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Canada’s Early Women Writers
Author Biographies in CEWW
Luella Bruce Creighton
Luella Bruce Creighton spent her adult life in Toronto where she published numerous stories while her children were young, before embarking on novels and historical narratives.
Lydia Agnes Edwards
In addition to publishing a volume of poetry, Lydia Agnes Edwards also wrote patriotic verse about the South African war.
Lydia Ann Appleton
Lydia Appleton was a teacher in townships near present-day Toronto, where she published her only book of poems, entitled Miscellaneous Poems, Moral and Religious, Written On Various Occasions (1850).
Lydia Blake Campbell
Although Lydia Campbell had little formal education, near the end of her life the Labrador Métis woman wrote an account of her early life that has now recognized as a significant historical document.
Lydia Brown Leavitt
A lifelong resident of Ontario, Lydia Leavitt issued three books, one of which was inspired by her visit to Australia iin 1887.
Lydia Jutsum Taylor
Lydia Jutsum Taylor spent five years in Canada, which served as the setting for her only book, a prize-winning novel.
Ontario-based writer Lyn Cook (b. 1918) is best known for her fiction for children. She also wrote many stories for CBC radio, some of them adapted from her own books.
There is little confirmed biographical information about M.A. Nicholl, who as "Stella," published Lays from the West (1884), a collection of poems regarded as the first volume of poetry written by...
A trained journalist, Maara Haas was based in Winnipeg, MB, where she published in many genres, including some work that addressed a Ukrainian-Canadian readership.
Mabel Broughton Billett
During the 1920s, Mabel Broughton Billett lived in British Columbia, which served as the setting for most of her detective fiction.
Mabel Burns McKinley
Ontario author Mabel Burns McKinley wrote a novel based on her missionary experiences in China, as well as four volumes of biography.
The first trained librarian in Ontario, Mabel Dunham wrote fiction and non-fiction based on local history.
Mabel Grace Burkholder
Based in Hamilton, ON, Mabel Burkholder was a well-known columnist and author with a particular interest in regional history.
Mabel Hodgson Gurd
Before her early death, Montreal-born Mabel Hodgson Gurd published two volumes of fiction.
Mabel Ray was an avid organizer of women's sports in Toronto, about which she authored newspaper articles.
Madeleine Alberta Fritz
The first woman in Canada to receive a PhD in the field of geology and palaeontology, Madeleine Fritz produced an extensive list of scholarly publications, many in association with the Royal...
In 1919, a woman known only as "Madeleine Blair" published an autobiographical account of her life as a prostitute in the US and a successful madam in frontier Alberta.
Author of many books of fiction and non-fiction, Madge Macbeth was a vibrant literary and social personality in Ottawa and the first woman president of the Canadian Authors Association.
Madge Robertson, the first woman to receive an MA from the University of Toronto, was a prominent journalist who was best known for her work with Women's Institutes, an organization that promoted...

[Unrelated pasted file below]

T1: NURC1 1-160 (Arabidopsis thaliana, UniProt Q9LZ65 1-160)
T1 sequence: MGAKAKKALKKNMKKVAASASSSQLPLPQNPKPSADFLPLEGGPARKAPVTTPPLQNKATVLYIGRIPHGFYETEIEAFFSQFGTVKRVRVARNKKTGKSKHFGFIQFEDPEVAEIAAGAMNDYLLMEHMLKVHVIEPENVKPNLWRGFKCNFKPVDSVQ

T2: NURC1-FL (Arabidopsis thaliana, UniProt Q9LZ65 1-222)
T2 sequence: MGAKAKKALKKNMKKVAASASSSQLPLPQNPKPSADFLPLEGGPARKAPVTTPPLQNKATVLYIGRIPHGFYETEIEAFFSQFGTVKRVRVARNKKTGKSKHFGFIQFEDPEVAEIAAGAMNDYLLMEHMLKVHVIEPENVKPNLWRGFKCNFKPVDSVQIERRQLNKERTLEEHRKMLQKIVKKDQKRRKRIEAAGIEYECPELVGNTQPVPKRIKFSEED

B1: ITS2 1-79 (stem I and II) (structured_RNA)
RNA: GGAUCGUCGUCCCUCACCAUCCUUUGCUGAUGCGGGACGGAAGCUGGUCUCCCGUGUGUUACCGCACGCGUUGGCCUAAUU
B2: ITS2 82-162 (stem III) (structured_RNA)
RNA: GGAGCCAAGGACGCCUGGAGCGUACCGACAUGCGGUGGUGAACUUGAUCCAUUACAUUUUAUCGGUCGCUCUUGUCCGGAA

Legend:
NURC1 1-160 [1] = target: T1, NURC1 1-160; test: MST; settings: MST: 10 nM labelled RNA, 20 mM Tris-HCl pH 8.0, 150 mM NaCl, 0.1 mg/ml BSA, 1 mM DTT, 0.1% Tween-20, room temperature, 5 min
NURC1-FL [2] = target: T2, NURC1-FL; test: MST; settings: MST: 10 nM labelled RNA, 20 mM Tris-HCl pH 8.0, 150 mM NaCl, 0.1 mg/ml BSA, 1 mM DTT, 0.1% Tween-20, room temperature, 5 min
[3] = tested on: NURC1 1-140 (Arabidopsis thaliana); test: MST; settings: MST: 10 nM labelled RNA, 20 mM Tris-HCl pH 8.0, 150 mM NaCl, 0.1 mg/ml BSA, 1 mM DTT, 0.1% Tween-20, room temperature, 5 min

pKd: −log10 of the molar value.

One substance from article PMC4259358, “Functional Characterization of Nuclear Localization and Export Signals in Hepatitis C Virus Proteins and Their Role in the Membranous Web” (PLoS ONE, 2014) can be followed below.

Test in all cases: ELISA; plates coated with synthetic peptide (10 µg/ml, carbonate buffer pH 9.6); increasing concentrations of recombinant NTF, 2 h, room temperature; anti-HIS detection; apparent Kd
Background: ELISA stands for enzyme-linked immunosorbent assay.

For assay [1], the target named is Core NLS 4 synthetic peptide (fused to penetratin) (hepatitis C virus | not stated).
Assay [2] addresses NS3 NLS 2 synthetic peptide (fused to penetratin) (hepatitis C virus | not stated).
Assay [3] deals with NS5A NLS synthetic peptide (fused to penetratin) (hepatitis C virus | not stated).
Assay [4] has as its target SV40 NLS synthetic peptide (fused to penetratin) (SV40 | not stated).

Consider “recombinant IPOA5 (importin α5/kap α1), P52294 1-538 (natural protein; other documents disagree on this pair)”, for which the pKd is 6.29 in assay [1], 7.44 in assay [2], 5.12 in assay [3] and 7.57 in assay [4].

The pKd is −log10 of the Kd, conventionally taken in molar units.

Born in Wales and raised in British Columbia, Maisie Hurley established the Native Voice magazine in 1946.
Malca Friedman spent most of her life in Montreal, where she wrote poems and stories drawing on her Jewish heritage.
Malvina Copp Pasmore
Poet Melvina Pasmore spent much of her adult life in England before returning to Montreal in the 1930s.
Margaret Addison, the first dean of women at Victora College, articulated her advocacy of higher education for women in magazine articles and a posthumously published travel journal.
Margaret Adele Fairley
A prominent activist, Margaret Fairley edited and contributed to left-wing periodicals and also edited volumes of Canadian and British writing.
Margaret Adeline Brown
Margaret Agnew Blennerhassett
Margaret Blennerhassett temporarily lived in Montreal, where she published two volumes of poetry in the 1820s.
Margaret Arnett MacLeod
Margaret Arnett MacLeod spent most of her life in Manitoba, where her serious commitment to the history of western Canada resulted in many books and contributions to periodicals.
Margaret Avison spent most of her adult life in Toronto, where she was well-known as the author of intellectually sophisticated poetry.
Margaret Bell Saunders
Margaret Bell Saunders served as a war correspondent for the Toronto Globe in France and Belgium in 1915 and later published a novel.
Throughout her long life, journalist Margaret Bemister wrote for newspapers and published stories for children.
Margaret Bossance Boreham
After settling in Ontario, Margaret Bossance Boreham turned to writing poetry later in her life.
Margaret Clarke Russell
Born in England, Margaret Clarke Russell spent her adult life in Ontario and wrote primarily for children.
Margaret Dixon McDougall
Newfoundland author Margaret Duley achieved international recognition for her four novels.
Margaret Elizabeth DesBrisay
After her early death from tuberculosis, friends of Margaret Elizabeth DesBrisay published her writings in a memorial volume.
Margaret Ethelind Sawtell
Margaret Ethelind Sawtell, a military wife from the island of Guernsey, published her poetry in Montreal in 1840 to raise funds when she found herself suddenly widowed.
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Author Biographies in CEWW
Author Biographies in CEWW